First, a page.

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Werewolves and warning signs: Cultural responses to tropical cyclones in Mauritius

Research output: Contribution to journalArticlepeer-review

Rory A. Walshe, Robert M. Rouphail, George C.D. Adamson, Ilan Kelman

Original languageEnglish
Pages (from-to)56-65
Number of pages10
PublishedJul 2022

Bibliographical note

Funding Information: The involvement of RW in this research was part of a studentship funded by the UK Natural Environment Research Council (NERC), grant number NE/ L002485/1. Publisher Copyright: © 2022 The Authors

King's Authors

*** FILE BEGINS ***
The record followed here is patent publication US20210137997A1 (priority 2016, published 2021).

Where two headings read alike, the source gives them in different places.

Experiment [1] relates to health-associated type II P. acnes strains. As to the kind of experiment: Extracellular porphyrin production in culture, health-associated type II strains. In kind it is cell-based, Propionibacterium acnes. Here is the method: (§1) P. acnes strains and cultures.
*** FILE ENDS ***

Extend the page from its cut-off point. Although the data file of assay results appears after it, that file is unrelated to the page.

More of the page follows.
The role that culture plays in the way different groups experience, respond to, and recover from disasters has been widely discussed. Yet, while there is a considerable (and growing) literature of case study evidence for the need to account for culture in disasters, comparatively few studies take a long-term perspective on cultural interactions with disasters, resulting in a lack of exploration into the diachronic nature of these cultural responses, both past and present. The literature that does exist tends also to focus either on western cultures or on groups that pursue highly traditional livelihoods. Communities that call on elements of both local or vernacular knowledge and scientific or external knowledge are underrepresented. This article presents an examination of cultural responses to tropical cyclones on Mauritius Island in the South West Indian Ocean over the long-term. We combine historical archive and contemporary interview data to uncover an extensive history of cultural responses to cyclones in Mauritius, including revealing the use of local knowledge, early warning signs, and superstitions surrounding cyclones in early Mauritian history and today. Our research refutes the portrayal of isolated ‘episodes’ of cultural responses to cyclones, such as the reports of ‘mass hysteria’ following tropical cyclone Hollanda in February 1994, when a considerable proportion of Mauritians believed that a werewolf or loup garou was terrorising villagers. Whilst this experience has been portrayed – both at the time and currently – as an embarrassing and one-off incident, we show that this is rather part of a long pattern of cultural responses to tropical cyclones. Our results therefore have implications for how cyclones and disasters are understood and experienced.

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